This species is closely related to Prunus serotina, but it has larger edible fruits[
Prunus capollin Zucc.
Prunus capuli Cav. ex Spreng.
Prunus serotina salicifolia (Kunth) Koehne
Common Name: Capulin Cherry
Capulin cherry is a deciduous tree usually growing less than 15 metres tall, but occasionally taller. The bole is usually short and up to 90cm in diameter.
The tree is harvested from the wild for local use as a food, dye and source of wood. The plant is often cultivated for its edible fruit in Mesoamerica.
Although no specific mention has been seen for this species, it belongs to a genus where most, if not all members of the genus produce hydrogen cyanide, a poison that gives almonds their characteristic flavour. This toxin is found mainly in the leaves, seed and bark, and is readily detected by its bitter taste. It is usually present in too small a quantity to do any harm but any very bitter seed or fruit should not be eaten. In small quantities, hydrogen cyanide has been shown to stimulate respiration and improve digestion, it is also claimed to be of benefit in the treatment of cancer. In excess, however, it can cause respiratory failure and even death.
Southern N. America - Mexico to S. America - Peru.
Pine or mixed forest in mountainous areas of Guatemala, at elevations of 1,500 - 3,000 metres[
|Other Uses Rating||
|Cultivation Status||Cultivated, Wild
A plant of higher elevations in tropical areas, it can also be grown in the subtropics and temperate zones[
]. Grows best in areas with a well-distributed, medium rainfall[
]. The trees have a very low chilling requirement and are adapted to grow in warm winter areas where true cherries are unable to fruit[
]. Plants have tolerated temperatures down to about -22°c in Massachusetts, N. America[
Thrives in a well-drained moisture-retentive loamy soil, growing well on limestone[
]. Prefers some lime in the soil but is likely to become chlorotic if too much is present[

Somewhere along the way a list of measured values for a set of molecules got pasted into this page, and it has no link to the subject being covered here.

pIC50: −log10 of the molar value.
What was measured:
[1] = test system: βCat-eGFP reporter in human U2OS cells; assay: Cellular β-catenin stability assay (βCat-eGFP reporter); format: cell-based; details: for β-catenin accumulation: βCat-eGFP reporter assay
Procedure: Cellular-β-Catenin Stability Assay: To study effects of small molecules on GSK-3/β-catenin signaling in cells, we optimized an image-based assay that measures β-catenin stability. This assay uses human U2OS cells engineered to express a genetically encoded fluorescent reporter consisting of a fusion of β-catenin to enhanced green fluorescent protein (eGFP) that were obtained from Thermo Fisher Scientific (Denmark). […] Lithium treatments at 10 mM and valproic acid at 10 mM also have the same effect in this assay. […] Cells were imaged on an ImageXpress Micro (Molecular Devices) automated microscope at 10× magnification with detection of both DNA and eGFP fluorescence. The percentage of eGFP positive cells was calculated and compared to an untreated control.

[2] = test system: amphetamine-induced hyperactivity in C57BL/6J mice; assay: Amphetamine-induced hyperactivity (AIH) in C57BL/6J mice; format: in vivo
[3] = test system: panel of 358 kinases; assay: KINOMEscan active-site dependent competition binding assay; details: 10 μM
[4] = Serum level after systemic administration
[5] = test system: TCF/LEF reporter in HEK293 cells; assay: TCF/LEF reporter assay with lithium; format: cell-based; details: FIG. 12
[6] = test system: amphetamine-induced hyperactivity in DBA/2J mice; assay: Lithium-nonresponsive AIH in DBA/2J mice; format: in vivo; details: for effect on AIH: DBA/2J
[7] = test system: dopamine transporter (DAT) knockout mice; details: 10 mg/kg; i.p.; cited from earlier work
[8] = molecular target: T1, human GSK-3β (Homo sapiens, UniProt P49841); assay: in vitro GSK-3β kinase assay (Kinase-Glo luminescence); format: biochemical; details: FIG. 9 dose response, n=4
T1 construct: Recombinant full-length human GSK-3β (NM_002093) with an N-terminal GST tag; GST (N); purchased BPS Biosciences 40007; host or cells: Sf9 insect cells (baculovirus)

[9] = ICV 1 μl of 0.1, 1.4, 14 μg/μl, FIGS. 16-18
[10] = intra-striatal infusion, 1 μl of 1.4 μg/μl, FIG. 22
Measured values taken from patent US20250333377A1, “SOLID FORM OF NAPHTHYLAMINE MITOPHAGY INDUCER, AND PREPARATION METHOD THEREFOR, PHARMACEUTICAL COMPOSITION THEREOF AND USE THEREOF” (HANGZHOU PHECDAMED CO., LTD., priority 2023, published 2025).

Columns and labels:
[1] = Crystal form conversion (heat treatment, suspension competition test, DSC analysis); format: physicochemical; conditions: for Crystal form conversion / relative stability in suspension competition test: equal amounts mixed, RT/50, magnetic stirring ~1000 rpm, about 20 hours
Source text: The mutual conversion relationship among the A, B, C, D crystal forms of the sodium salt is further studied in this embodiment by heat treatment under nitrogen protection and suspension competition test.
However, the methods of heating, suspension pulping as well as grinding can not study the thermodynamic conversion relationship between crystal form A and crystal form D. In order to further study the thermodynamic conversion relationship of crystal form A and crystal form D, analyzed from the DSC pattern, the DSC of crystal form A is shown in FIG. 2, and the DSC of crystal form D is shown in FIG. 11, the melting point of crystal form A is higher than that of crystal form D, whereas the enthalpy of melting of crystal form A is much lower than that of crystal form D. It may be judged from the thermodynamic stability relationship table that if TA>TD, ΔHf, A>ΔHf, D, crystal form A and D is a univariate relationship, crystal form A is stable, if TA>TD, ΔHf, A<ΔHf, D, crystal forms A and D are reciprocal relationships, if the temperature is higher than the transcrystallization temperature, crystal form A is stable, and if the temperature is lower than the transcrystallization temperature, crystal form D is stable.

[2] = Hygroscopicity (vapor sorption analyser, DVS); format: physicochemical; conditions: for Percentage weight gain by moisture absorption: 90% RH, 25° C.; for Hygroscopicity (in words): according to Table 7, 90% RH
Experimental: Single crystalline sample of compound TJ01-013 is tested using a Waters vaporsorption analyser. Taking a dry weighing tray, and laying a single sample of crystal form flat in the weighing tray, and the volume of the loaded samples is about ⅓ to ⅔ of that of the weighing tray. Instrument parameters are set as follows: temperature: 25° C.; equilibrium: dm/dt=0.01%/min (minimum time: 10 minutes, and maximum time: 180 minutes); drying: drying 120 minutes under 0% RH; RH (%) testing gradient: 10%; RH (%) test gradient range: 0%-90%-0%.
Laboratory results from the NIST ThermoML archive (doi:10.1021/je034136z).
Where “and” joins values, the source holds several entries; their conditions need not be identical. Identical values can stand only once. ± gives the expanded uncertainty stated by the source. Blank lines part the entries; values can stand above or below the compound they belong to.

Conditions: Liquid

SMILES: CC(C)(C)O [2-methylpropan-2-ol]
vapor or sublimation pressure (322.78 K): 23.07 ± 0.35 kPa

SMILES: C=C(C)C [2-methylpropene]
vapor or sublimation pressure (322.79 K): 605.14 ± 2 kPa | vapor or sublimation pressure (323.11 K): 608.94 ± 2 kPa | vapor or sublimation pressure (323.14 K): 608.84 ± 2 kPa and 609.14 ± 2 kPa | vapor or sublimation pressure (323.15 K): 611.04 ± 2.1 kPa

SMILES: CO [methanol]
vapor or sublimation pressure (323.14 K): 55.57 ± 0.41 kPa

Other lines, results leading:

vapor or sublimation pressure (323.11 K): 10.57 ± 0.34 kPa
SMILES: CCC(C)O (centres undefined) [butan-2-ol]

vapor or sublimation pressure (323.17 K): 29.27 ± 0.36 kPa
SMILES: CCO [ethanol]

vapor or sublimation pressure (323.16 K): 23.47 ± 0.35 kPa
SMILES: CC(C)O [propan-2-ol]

]. Plants are not exacting in their soil requirements, succeeding in poor soils and in clays[
]. Requires a sunny position[
A fast growing and vigorous species, it can fruit in its third year from seed[
]. Seedling trees usually take 6 - 8 years before they commence cropping[
There are some named varieties[
Most members of this genus are shallow-rooted and will produce suckers if the roots are damaged[
Plants in this genus are notably susceptible to honey fungus[
Fruit - raw or cooked[
]. Thin skinned with a juicy sub-acid to sweet flesh but a slightly astringent aftertaste[
]. They can be eaten out of hand or used in preserves, pies etc[
]. The juice is often mixed with cornmeal to make a cake[
]. The fruit is about 17mm in diameter and contains one large seed[
]. The fruit is red or almost black, 1 cm. in diameter or often larger, with a sweet flavour[
Seed - raw or cooked. Do not eat the seed if it is too bitter - see the notes above on toxicity.
Although no specific mention has been seen for this species, all members of the genus contain amygdalin and prunasin, substances which break down in water to form hydrocyanic acid (cyanide or prussic acid). In small amounts this exceedingly poisonous compound stimulates respiration, improves digestion and gives a sense of well-being[
A green dye can be obtained from the leaves[
A dark grey to green dye can be obtained from the fruit[
Wood - hard, insect resistant. Used for furniture, musical instruments etc, It is also a good fuel[
Seed - requires 2 - 3 months cool stratification and is best sown as soon as it is ripe[
]. Protect the seed from mice etc. The seed can be rather slow, sometimes taking 18 months to germinate[
]. Prick out the seedlings into individual pots when they are large enough to handle. Grow them on until large enough to plant out.
Cuttings of half-ripe wood with a heel, in a frame[
Softwood cuttings from strongly growing plants, in a frame[
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